New life found underground and under the sea!

Researchers explore a section of the deep sea floor to find that animals are living and traveling under the crust near a volcano
All sorts of life can be found in the deep sea, such as these octopus, mussels, and tubeworms. (Schmidt Ocean Institute)

It was a moment that changed everything about our understanding of life on Earth. (Including how it probably began!)

We're talking about how research in the late 1970s led to marine biologists discovering hydrothermal vents on the deep sea floor.

These vents, which form chimneys that can look like a cityscape of skyscrapers, are home to a unique category of life. Though these living things live in total darkness, many are able to make their own food using a process known as chemosynthesis. Instead of using sunlight to make food the way that plants and algae do (photosynthesis) they use chemicals in the water.

And now, new research is discovering that this life goes even deeper underground than just vents on the seafloor. Scientists with the Schmidt Ocean Institute dug under a section of volcanic crust in the Pescadero Basin in the Gulf of California. There they revealed an underground community of worms, snails, and bacteria.

How does this world exist in a place not only underground, but deep under the dark sea?

Magma makes it happen

A cluster of giant tubeworms living near a hydrothermal vent. (Schmidt Ocean Institute)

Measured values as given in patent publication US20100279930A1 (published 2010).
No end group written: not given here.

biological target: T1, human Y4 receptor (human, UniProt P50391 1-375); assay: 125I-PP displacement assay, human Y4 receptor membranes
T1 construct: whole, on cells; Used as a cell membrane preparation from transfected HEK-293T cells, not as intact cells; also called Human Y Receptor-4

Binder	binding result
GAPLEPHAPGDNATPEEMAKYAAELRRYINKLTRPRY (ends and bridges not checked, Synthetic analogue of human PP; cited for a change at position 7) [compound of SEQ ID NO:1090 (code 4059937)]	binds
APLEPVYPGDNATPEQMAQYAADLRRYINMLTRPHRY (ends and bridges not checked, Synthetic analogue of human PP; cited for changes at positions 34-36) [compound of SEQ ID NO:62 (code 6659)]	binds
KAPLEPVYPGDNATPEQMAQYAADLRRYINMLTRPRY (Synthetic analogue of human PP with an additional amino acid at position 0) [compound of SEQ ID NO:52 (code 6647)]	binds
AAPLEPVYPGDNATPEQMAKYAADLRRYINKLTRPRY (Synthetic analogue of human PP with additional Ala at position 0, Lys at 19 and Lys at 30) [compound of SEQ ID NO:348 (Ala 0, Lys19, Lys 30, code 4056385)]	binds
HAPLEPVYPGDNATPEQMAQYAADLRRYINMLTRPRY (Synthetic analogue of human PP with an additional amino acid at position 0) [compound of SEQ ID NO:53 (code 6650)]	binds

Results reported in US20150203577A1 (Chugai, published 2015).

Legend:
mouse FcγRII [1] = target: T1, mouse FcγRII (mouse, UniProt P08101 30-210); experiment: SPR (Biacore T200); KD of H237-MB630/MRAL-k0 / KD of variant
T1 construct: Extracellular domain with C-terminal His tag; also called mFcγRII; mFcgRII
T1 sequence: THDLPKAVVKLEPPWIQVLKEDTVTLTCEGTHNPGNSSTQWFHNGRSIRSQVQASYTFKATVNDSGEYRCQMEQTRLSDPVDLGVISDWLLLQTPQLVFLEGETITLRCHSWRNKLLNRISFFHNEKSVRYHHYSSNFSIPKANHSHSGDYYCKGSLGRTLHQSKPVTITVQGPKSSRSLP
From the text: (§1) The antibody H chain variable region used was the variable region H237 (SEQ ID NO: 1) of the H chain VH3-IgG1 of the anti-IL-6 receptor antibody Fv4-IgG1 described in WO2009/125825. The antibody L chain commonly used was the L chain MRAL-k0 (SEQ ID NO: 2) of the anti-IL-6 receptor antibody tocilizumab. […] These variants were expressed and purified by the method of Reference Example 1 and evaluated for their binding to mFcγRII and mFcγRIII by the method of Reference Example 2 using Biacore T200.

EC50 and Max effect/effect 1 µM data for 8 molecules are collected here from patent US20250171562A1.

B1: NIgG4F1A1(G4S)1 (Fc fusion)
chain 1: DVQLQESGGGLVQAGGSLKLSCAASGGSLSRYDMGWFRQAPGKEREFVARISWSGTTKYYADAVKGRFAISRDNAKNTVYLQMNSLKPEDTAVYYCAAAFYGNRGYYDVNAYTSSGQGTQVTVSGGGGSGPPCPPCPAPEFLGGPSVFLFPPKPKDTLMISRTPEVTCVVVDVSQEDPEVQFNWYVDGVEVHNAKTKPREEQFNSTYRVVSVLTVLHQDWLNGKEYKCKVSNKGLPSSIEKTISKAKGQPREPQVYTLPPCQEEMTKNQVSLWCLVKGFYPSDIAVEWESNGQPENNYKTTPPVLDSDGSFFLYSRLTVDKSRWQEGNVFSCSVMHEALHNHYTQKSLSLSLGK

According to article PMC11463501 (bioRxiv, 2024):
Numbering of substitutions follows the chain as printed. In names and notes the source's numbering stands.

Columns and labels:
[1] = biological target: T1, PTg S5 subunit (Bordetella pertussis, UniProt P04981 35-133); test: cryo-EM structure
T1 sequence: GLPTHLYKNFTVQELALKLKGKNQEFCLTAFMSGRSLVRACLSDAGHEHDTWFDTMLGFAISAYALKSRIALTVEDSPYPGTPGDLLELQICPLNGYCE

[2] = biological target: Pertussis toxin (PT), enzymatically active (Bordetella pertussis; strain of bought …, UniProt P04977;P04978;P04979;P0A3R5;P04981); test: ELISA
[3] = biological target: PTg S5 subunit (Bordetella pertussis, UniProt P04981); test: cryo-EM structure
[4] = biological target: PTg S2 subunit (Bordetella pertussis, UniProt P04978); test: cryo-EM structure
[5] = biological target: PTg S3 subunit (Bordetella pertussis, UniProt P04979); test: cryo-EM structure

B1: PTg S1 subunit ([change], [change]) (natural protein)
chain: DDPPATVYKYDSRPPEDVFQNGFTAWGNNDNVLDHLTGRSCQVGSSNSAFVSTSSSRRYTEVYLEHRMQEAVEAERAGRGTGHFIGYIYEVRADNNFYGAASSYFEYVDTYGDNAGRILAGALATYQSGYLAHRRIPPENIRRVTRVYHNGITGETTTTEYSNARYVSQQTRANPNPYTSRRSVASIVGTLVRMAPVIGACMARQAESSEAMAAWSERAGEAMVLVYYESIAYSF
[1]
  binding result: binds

One of the keys to this life is magma, or molten rock.

Many chambers of magma exist underground, created by superheated liquid rock bubbling up from the mantle below. It also warms water and helps to infuse (fill) it with chemicals and minerals that are important to chemosynthesis.

The Earth's crust is not a solid barrier. Instead, it is filled with cracks and tunnels. On the seafloor, water seeps into and travels through these fissures, where it is warmed and loaded with chemicals. It then is released back into the ocean through the hydrothermal vents. Life-giving minerals are deposited all around and huge communities of living things call the area home.


Does the life begin underground?

Scientists had long suspected that, just like on land, animals would be found living under the seafloor. They just hadn't really had the chance to test their theory. Until now.

The researchers from the Schmidt Institute set up an experiment about 2,500 metres (8,200 feet) deep, where they cleared a small area of all life. They then placed a mesh box over top of the area, so that nothing could get in from above. The only way into the area would be through tunnels in the crust. (And just to be doubly sure, they released a non-toxic dye into the area, so that any creatures that they had missed clearing out would be coloured red.)

Then they left the mesh box alone for a week and checked back.

What they found was amazing and confirmed their theories. All sorts of new creatures had come in to live in the area. This means that they must have traveled through cracks underground to get there!

Baby worms

Even cooler? Tubeworms are one of the most common forms of life found around hydrothermal vents. But researchers have rarely seen their young, only adult worms.

But in the mesh box experiment, the scientists found baby tubeworms. This means that it is very likely that these creatures start life underground, maturing a little before coming to the surface to grow into adults.

So cool!

And just one example of how much there still is left to discover about life on—and under—the Earth!

Watch members of the research team talk about their experiment in the Pescadero Basin in the video below.

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